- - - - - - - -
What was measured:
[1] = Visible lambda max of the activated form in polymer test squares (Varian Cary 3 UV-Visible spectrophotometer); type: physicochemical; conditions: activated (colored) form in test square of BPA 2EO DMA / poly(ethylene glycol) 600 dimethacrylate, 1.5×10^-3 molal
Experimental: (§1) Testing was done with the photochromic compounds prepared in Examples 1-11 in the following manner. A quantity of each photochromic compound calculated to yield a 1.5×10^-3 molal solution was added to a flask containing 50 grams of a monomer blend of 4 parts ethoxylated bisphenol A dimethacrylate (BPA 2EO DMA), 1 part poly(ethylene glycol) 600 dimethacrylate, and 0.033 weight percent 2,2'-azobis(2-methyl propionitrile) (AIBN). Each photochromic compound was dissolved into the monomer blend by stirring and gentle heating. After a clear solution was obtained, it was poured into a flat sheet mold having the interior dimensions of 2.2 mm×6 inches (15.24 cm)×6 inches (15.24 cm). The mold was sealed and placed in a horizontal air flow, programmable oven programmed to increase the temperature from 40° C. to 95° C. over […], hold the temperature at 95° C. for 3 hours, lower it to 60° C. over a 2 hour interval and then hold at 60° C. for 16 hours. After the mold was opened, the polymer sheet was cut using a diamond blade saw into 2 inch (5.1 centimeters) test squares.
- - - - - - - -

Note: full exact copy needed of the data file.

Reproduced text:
What was measured:
[1] = Visible lambda max of the activated form in polymer test squares (Varian Cary 3 UV-Visible spectrophotometer); type: physicochemical; conditions: activated (colored) form in test square of BPA 2EO DMA / poly(ethylene glycol) 600 dimethacrylate, 1.5×10^-3 molal
Experimental: (§1) Testing was done with the photochromic compounds prepared in Examples 1-11 in the following manner. A quantity of each photochromic compound calculated to yield a 1.5×10^-3 molal solution was added to a flask containing 50 grams of a monomer blend of 4 parts ethoxylated bisphenol A dimethacrylate (BPA 2EO DMA), 1 part poly(ethylene glycol) 600 dimethacrylate, and 0.033 weight percent 2,2'-azobis(2-methyl propionitrile) (AIBN). Each photochromic compound was dissolved into the monomer blend by stirring and gentle heating. After a clear solution was obtained, it was poured into a flat sheet mold having the interior dimensions of 2.2 mm×6 inches (15.24 cm)×6 inches (15.24 cm). The mold was sealed and placed in a horizontal air flow, programmable oven programmed to increase the temperature from 40° C. to 95° C. over […], hold the temperature at 95° C. for 3 hours, lower it to 60° C. over a 2 hour interval and then hold at 60° C. for 16 hours. After the mold was opened, the polymer sheet was cut using a diamond blade saw into 2 inch (5.1 centimeters) test squares.